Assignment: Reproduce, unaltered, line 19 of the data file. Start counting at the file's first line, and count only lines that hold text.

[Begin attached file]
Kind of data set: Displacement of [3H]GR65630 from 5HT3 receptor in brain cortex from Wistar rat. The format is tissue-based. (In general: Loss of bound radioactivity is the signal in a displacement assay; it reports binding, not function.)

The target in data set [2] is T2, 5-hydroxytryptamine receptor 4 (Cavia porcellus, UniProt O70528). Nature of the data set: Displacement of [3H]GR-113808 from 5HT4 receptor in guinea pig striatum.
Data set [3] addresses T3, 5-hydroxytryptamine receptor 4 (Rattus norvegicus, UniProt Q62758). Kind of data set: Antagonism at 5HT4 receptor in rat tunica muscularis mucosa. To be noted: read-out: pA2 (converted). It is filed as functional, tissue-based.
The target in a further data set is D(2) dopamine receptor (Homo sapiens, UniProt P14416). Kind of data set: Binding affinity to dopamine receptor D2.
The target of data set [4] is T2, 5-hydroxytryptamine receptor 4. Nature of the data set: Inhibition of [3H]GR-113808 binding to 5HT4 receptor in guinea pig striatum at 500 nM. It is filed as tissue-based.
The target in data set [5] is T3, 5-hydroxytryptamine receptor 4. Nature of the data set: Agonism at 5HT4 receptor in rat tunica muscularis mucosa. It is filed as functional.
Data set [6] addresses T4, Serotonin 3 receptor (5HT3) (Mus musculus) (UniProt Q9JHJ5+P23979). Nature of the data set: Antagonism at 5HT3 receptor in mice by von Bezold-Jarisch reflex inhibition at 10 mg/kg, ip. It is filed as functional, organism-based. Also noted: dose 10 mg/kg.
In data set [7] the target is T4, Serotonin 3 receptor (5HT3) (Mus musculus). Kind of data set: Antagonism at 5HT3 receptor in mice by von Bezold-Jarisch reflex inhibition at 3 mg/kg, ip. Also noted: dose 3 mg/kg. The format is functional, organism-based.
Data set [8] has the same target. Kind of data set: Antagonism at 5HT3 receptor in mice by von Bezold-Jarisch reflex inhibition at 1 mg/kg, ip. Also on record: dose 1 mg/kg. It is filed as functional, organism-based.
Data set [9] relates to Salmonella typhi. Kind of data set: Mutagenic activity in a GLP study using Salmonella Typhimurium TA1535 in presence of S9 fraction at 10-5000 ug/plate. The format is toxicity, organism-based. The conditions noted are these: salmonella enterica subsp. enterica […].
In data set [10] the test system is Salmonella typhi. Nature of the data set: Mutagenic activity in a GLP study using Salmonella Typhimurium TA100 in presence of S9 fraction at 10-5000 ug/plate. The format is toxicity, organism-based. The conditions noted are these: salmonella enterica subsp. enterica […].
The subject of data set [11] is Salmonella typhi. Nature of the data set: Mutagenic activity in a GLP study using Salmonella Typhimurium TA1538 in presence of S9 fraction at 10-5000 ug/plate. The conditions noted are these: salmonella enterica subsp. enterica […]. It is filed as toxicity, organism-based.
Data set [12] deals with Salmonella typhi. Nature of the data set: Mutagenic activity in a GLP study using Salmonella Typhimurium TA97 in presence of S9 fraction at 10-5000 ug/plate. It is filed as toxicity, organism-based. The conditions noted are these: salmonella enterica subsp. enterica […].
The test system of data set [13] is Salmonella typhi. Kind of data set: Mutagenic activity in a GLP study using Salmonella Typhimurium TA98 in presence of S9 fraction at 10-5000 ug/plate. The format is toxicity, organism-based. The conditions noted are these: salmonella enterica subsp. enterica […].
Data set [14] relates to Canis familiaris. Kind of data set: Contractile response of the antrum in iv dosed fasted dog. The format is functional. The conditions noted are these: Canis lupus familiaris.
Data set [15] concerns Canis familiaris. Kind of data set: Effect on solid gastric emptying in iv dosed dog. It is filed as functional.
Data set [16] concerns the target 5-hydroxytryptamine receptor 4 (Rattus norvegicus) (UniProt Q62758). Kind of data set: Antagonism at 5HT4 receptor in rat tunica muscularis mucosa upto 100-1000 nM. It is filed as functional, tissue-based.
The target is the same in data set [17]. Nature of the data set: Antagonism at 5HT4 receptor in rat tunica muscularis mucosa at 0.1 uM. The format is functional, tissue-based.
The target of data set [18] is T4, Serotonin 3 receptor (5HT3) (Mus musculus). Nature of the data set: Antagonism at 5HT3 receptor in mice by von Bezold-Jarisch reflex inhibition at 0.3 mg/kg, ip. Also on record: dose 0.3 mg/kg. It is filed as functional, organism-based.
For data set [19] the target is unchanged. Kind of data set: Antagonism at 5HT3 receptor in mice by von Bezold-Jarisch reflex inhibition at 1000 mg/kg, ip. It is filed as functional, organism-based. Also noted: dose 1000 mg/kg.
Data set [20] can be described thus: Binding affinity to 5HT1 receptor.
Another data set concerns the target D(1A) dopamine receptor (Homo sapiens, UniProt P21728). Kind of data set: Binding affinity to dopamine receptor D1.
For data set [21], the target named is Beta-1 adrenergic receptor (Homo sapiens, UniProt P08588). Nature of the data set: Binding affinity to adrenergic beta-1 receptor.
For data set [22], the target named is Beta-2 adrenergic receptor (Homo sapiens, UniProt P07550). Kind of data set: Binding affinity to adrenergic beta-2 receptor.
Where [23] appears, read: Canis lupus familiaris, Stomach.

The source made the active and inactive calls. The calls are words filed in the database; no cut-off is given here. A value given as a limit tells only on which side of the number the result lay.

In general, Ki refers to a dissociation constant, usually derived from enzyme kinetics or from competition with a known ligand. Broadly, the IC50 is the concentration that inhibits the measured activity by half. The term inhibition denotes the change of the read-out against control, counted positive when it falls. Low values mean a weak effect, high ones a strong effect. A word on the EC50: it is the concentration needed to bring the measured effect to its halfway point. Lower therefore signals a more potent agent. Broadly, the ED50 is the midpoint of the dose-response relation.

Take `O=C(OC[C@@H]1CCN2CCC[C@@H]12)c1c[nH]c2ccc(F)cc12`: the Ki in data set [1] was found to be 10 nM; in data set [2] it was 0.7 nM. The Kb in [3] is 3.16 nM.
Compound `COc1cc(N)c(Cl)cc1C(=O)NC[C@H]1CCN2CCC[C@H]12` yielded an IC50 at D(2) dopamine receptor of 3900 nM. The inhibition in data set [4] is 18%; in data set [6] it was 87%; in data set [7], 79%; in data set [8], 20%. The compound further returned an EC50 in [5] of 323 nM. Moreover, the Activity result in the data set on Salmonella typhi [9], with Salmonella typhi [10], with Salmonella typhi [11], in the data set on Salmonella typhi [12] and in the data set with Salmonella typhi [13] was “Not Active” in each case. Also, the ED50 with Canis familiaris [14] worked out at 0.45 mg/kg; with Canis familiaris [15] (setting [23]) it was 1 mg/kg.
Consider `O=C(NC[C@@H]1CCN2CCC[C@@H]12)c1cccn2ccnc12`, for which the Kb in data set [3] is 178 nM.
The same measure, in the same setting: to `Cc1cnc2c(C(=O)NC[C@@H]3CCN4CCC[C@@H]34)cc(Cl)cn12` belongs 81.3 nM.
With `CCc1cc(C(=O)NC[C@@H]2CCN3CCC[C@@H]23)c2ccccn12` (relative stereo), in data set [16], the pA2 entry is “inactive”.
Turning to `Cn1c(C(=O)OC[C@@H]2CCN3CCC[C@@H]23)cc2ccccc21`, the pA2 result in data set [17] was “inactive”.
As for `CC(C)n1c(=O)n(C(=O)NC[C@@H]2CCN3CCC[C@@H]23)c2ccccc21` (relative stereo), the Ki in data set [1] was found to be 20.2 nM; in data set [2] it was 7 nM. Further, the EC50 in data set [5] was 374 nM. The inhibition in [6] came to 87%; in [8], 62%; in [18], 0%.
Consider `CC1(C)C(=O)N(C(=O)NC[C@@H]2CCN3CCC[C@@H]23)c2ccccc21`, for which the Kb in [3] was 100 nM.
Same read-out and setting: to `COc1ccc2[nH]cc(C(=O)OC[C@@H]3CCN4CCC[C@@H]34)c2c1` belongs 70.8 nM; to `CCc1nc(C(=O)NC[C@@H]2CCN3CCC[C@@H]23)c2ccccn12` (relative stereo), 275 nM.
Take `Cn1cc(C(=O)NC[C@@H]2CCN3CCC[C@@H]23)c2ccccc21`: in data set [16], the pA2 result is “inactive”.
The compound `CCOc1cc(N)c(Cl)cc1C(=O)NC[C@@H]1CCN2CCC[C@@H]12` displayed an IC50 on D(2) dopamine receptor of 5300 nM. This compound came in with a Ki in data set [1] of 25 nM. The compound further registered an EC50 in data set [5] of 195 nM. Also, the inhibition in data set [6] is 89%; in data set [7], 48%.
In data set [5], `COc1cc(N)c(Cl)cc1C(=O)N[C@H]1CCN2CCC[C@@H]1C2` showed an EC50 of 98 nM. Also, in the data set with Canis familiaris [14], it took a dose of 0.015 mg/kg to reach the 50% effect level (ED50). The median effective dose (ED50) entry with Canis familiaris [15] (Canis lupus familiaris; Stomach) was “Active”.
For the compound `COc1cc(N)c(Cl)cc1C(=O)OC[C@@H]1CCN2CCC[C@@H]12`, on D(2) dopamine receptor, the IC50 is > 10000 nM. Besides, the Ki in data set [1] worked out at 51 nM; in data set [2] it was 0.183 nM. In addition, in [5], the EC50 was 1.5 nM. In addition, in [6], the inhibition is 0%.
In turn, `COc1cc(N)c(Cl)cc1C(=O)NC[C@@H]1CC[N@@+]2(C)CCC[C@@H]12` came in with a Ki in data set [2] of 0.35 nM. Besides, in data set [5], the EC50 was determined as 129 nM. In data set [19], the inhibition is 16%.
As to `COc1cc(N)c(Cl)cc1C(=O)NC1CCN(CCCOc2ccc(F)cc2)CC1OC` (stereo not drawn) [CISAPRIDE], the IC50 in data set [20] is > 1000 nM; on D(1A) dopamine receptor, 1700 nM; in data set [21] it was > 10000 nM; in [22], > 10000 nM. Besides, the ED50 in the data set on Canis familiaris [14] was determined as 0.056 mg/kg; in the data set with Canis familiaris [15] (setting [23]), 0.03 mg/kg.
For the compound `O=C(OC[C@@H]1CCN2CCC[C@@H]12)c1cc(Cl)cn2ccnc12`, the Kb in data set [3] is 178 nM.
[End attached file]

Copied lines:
The target of data set [18] is T4, Serotonin 3 receptor (5HT3) (Mus musculus). Nature of the data set: Antagonism at 5HT3 receptor in mice by von Bezold-Jarisch reflex inhibition at 0.3 mg/kg, ip. Also on record: dose 0.3 mg/kg. It is filed as functional, organism-based.